The Watchers

With this intriguing gothic-tinged horror film, Ishana Night Shyamalan makes her feature directorial debut and lives up to her surname.
Sarah Ward
Published on June 06, 2024


A quarter of a century ago, M Night Shyamalan started coaching audiences to associate his surname with on-screen twists. Now that The Sixth Sense writer/director's daughter Ishana Night Shyamalan is following in his footsteps by making her first feature, decades of that viewer training across Unbreakable, SignsThe Visit, Split, Glass and more laps at The Watchers' feet. The question going in for those watching is obvious: will the second-generation filmmaker, who first worked as a second-unit director on her dad's Old and Knock at the Cabin — and also penned and helmed episodes of exceptionally eerie horror TV series Servant, on which her father was the showrunner — turn M Night's well-known and -established penchant for surprise reveals that completely recontextualise his narratives into a family trademark?

Viewing a Shyamalan movie from The Sixth Sense onwards has always been an exercise in piecing together a puzzle, sleuthing along as clues are dropped about how the story might swiftly shift. It's no different with The Watchers, which Ishana adapts from AM Shine's novel and M Night produces. The younger filmmaking Shyamalan leans into the expectations that come with being her dad's offspring and picking up a camera, making a supernatural mystery-thriller horror flick and living with his brand of screen stories for her entire life. That said, while it's easy to initially think of The Village when The Watchers sets its narrative in isolated surroundings where the woods are filled with threats, and also of Knock at the Cabin given that its four main characters are basically holed up in one, Ishana demonstrates her own prowess, including by heartily embracing her source material's gothic air.

This is a tale with a Mina at its centre, after all, because Shyamalan isn't the only name attached to The Watchers that means something in horror. As gothic stories in the genre long have told, it's also a tale of being haunted — here, by the monsters that lurk among the trees in a mysterious patch of western Ireland, and also by the kind of loss and sorrow that reshapes entire lives. As Ishana dials up the foreboding while dancing with fantasy, too, The Watchers proves a reckoning with identity as well. Yearning for the ability to define your own sense of self is another familiar gothic notion (Mary Shelley's Frankenstein puts it among the ideas at its centre), and also a fitting theme and statement for a person who's leaping into a field where they're immediately standing in someone else's shadow.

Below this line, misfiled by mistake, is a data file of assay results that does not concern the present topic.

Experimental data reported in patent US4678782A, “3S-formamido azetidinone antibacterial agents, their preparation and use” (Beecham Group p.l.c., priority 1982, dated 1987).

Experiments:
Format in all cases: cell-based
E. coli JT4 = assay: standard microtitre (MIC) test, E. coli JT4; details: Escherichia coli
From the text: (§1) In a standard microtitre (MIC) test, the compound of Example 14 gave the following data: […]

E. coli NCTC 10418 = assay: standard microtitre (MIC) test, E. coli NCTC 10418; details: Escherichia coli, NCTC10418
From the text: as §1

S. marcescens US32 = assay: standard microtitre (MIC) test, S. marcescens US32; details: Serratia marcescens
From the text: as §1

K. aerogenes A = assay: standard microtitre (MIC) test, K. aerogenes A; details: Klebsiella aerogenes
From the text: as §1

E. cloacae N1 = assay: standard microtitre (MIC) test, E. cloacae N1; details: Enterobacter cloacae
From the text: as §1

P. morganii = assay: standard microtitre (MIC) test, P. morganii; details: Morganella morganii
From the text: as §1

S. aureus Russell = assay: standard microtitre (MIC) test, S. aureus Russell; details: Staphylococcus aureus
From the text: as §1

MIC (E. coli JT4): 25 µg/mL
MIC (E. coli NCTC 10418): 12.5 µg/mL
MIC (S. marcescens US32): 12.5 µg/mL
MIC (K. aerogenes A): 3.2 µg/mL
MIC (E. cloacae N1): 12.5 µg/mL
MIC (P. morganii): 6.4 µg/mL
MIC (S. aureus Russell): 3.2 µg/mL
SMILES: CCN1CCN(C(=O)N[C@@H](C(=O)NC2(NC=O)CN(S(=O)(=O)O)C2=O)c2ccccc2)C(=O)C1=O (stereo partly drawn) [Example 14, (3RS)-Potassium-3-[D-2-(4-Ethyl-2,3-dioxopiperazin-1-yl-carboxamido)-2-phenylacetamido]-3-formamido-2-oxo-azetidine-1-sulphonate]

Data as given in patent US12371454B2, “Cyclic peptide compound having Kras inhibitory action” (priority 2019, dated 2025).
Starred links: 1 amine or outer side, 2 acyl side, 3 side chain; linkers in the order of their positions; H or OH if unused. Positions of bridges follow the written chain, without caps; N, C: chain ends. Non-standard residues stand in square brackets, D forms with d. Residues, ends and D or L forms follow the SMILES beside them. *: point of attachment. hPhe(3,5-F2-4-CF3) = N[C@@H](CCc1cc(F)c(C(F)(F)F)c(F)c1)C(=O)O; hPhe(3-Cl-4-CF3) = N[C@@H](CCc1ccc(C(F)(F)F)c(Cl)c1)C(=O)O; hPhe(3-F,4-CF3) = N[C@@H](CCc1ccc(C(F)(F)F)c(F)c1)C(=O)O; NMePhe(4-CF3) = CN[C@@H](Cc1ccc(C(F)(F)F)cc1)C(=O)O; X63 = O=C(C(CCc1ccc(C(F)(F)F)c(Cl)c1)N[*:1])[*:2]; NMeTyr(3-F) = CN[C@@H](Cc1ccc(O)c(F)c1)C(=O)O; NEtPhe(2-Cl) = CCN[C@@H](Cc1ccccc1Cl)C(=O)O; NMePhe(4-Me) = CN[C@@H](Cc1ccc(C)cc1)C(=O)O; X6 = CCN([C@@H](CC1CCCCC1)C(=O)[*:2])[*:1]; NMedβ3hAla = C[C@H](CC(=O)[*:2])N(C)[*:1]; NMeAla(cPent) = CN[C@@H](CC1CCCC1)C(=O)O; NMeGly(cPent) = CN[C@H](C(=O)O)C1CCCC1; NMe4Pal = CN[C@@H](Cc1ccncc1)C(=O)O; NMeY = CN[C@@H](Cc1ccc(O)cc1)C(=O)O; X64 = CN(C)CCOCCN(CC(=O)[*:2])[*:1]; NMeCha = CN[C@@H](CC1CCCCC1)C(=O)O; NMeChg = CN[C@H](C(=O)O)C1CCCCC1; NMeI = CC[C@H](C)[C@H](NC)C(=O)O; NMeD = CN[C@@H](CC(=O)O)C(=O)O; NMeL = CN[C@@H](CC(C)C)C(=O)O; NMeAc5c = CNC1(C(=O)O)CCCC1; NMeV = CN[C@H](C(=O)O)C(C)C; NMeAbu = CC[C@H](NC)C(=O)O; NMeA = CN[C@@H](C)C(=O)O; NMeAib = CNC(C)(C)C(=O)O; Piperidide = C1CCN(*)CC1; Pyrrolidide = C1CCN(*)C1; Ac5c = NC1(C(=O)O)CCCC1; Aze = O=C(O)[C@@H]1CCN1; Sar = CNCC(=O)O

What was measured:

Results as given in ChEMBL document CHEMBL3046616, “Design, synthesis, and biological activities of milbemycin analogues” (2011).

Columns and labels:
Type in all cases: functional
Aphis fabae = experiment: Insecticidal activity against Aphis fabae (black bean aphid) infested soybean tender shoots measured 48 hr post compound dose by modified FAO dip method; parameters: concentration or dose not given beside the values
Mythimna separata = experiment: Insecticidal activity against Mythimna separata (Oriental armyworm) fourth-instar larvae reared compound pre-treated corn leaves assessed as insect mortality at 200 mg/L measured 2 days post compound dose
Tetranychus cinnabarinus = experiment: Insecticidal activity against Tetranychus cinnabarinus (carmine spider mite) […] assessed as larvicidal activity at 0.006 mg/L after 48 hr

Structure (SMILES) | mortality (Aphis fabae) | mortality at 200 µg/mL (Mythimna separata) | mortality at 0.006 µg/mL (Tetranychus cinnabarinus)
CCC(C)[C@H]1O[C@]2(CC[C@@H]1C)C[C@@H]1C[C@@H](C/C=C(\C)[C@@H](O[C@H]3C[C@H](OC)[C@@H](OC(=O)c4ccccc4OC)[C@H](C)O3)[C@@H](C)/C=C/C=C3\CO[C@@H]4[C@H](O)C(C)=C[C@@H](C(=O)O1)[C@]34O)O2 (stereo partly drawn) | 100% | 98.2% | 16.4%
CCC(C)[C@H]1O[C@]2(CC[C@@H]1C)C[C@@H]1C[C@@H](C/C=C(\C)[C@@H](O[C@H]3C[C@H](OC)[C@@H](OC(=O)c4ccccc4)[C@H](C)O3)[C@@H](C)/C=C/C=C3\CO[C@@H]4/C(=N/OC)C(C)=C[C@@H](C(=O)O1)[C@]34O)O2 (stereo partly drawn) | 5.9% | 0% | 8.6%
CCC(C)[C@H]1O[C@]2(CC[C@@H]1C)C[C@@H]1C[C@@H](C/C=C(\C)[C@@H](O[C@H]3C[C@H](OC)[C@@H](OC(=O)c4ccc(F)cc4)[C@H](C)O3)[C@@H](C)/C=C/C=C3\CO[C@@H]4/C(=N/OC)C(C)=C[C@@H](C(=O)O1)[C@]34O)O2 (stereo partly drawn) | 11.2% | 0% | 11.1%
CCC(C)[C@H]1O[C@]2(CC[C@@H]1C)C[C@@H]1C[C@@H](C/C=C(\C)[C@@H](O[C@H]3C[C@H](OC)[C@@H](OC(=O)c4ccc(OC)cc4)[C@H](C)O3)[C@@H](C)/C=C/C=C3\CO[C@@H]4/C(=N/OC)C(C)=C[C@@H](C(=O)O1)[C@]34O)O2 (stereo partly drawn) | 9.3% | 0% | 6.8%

Hours from Galway, shade also looms as The Watchers kicks off. As captured with a moody gaze by cinematographer Eli Arenson — and an eye for the claustrophobia that can simmer in expansive natural spaces, as he also splashed around in 2021's Lamb — warm rays barely filter through the forest even when the sun is high in the sky. In a state of near-perpetual twilight, the woodland possesses an otherworldly and ominous feel. A man (Alistair Brammer, Ancient Empires) is spied trying to flee its sprawling cover; however, the signs about not being able to turn back keep proving accurate. Birds flutter in a swooping and circling flock, the thicket buzzes with its own noise — both with unease as dense as the canopy above — and the picture advises that this location is absent from maps and a beacon for lost souls.